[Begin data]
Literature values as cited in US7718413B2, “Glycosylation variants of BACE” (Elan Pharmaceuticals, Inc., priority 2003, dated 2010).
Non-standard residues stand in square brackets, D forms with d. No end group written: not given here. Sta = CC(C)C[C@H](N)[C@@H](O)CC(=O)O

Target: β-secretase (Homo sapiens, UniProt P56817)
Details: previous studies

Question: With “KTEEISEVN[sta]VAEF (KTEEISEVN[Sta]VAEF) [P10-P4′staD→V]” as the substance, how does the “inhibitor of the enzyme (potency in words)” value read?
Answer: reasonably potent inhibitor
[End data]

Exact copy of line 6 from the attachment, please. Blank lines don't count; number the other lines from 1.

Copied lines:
Answer: reasonably potent inhibitor